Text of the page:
TL;DR

Git::Wrapper is an interesting Perl module.

Git is a fine piece of software that is usually driven through the git command-line tool. Git::Wrapper is a… wrapper around this command, so that it’s easy to interact with it from Perl.

Getting started

Installing it should not give problems (see Installing Perl Modules if you want a few suggestions). As a bare minimum, the new method requires a path to a directory (more on this later):

use Git::Wrapper;

my $git = Git::Wrapper->new('/path/to/somewhere');

It’s not necessary that the provided directory is already tracked with Git, because you can call init just as you might do on the command line:

$git->init;

Input interface

The input interface of the module is an attempt at being flexible, e.g. passing a hash reference (that is expanded as key-value pairs, with no specific order) or a list of parameters.

$git->commit({ message => "stuff" , all => 1 });
# produces either of the following:
#   git commit --all --message stuff
#   git commit --message stuff --all

$git->commit(qw< --message stuff --all >)
# produces
#   git commit --message stuff --all

There are possibly other variants. I personally find just passing a list sufficient for the job, but your taste might be different.

Output interface

The output interface is… basic. It provides back a list of (chomped) lines from the command invocation output, without any attempt at parsing it. I’m not sure about this choice, it’s surely simple and probably going for parsing each and every sub-command would be overkill.

This is an example of a possible parsing function for the output of git branch -av:

 1 sub git_branch {
 2    my $git = shift;
 3    my $current;
 4    my @branches = map {
 5       my ($f, $name, $sha1, $msg) =
 6         m{\A
 7            (.) \s+   # flag
 8            ((?: \(.*?\) ) | (?:\S+)) \s+ # name
 9            (\S+) \s+ # SHA1
10            (.*)      # log message title
11         }mxs;
12       my $branch = {
13          name        => $name,
14          sha1        => $sha1,
15          message     => $msg,
16          is_current  => ($f eq '*' ? 1 : 0),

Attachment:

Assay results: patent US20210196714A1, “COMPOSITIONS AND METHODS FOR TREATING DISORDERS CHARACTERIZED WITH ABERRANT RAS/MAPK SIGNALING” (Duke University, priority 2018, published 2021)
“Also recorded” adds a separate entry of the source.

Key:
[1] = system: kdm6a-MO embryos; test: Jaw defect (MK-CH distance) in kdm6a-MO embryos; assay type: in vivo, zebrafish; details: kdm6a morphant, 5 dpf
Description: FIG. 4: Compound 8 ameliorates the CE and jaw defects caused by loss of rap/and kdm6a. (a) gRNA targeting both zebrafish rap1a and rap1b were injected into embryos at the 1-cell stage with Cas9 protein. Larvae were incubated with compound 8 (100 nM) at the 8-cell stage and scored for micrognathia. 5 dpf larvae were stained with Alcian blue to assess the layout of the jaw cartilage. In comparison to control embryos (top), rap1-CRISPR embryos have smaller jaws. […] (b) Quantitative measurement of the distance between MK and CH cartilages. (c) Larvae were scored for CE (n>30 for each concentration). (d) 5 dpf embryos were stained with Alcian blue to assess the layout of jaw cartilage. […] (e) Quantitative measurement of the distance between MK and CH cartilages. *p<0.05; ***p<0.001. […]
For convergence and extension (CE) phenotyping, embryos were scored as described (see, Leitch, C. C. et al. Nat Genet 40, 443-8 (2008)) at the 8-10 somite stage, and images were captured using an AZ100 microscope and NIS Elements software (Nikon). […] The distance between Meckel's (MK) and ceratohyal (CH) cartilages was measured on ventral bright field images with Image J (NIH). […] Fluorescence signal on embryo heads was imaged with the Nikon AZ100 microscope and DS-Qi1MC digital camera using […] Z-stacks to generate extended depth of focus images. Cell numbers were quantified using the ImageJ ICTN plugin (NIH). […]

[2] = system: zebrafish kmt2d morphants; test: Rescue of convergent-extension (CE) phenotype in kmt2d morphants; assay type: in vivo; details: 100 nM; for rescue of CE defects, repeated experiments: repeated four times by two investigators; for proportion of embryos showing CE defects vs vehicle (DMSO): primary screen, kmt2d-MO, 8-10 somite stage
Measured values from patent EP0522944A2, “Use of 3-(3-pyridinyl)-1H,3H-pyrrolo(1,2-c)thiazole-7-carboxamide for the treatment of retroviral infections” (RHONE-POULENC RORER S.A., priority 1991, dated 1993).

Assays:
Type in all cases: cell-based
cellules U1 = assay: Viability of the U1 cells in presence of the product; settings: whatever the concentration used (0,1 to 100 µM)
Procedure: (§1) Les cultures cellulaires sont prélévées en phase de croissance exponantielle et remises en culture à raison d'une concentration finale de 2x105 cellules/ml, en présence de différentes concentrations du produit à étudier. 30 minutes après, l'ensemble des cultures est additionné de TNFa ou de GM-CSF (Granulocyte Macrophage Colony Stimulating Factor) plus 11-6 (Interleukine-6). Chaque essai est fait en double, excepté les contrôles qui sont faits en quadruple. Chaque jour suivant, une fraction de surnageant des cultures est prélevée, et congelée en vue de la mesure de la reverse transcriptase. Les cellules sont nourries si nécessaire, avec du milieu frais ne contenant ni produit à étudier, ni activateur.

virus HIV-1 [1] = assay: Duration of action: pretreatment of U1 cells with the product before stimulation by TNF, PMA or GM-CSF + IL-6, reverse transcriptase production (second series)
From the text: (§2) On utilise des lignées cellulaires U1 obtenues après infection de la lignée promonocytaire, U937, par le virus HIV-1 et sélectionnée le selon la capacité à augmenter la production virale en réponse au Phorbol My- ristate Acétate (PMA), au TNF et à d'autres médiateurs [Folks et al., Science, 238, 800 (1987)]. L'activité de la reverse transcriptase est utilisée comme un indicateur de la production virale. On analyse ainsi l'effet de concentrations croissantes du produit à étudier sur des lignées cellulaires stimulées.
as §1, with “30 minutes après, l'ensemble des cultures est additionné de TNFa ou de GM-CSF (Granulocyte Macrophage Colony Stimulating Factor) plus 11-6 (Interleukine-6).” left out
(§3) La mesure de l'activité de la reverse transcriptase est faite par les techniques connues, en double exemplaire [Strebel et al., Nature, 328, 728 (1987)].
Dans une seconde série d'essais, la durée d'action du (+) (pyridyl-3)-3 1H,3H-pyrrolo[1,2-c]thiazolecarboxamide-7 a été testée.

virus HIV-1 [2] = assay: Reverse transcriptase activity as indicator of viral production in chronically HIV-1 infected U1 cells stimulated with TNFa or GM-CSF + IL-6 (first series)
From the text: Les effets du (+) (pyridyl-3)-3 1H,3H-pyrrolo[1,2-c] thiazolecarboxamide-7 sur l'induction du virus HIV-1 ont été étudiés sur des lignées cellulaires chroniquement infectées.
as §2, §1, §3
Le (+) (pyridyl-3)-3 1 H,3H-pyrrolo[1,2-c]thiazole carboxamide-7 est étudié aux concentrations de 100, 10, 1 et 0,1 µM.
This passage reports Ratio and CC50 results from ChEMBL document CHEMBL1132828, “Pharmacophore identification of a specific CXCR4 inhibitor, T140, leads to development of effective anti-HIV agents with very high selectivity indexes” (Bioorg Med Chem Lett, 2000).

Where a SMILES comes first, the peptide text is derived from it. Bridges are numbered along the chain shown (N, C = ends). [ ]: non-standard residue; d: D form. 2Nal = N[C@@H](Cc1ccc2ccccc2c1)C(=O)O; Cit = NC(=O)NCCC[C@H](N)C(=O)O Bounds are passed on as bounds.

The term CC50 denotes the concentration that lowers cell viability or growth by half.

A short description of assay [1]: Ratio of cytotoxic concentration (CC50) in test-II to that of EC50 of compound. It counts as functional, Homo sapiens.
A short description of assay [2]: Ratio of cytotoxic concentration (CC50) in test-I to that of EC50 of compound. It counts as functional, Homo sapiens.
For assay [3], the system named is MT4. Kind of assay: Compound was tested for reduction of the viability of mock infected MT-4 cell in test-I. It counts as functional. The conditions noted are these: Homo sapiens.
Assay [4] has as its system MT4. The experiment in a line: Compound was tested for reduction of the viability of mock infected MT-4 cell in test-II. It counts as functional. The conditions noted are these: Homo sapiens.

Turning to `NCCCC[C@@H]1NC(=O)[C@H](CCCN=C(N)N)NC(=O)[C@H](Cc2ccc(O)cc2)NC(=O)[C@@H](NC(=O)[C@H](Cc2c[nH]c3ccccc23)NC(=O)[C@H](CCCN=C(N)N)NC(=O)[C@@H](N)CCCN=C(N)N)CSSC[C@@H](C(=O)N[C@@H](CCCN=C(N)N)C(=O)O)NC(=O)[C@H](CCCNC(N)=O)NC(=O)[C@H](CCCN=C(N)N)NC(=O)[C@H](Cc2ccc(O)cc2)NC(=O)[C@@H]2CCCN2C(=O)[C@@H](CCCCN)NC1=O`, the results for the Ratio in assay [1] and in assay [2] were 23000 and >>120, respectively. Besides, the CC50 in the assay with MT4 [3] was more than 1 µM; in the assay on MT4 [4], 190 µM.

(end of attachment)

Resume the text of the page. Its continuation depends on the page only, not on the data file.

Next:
17          is_detached => (substr($name, 0, 1) eq '(' ? 1 : 0),
18       };
19       $current = $branch if $branch->{is_current};
20       $branch;
21    } $git->branch(qw< --no-color -av >);
22    return {
23       current => $current,
24       branches => \@branches,
25    };
26 } ## end sub git_branch ($git)

Anyway, it’s not more difficult of what you would get in the shell, with the notable exception that… you have Perl in your toolbox!

One great thing is that the module throws an exception when an error occurs, so this allows managing errors simple and consistent. Try::Catch or other similar modules can help to this regard.

The directory

One thing that is a bit edgy is the provision of a directory path. It generally does its job… except when it doesn’t 🙄

In particular, using the clone sub-command can be counter-intuitive because the clone is not created in the target directory. For example:

my $git = Git::Wrapper->new('./whatever');
$git->clone('https://github.com/polettix/ekeca.git');

The first line sets the object’s directory to whatever in the current directory, while the clone command creates a directory ekeca in the current directory. After the clone, though, the object is still set to whatever… like the clone didn’t happen.

A possible workaround might be to pass the target directory for clone in the command invocation itself:

my $git = Git::Wrapper->new('./whatever');
$git->clone('https://github.com/polettix/ekeca.git', $git->dir);

Final thoughts

The module is indeed interesting for a little side project… and I’m going to use it!

Update!

Want to know what is the cool thing about this module? Head on to The really interesting thing about Git::Wrapper - by genehack!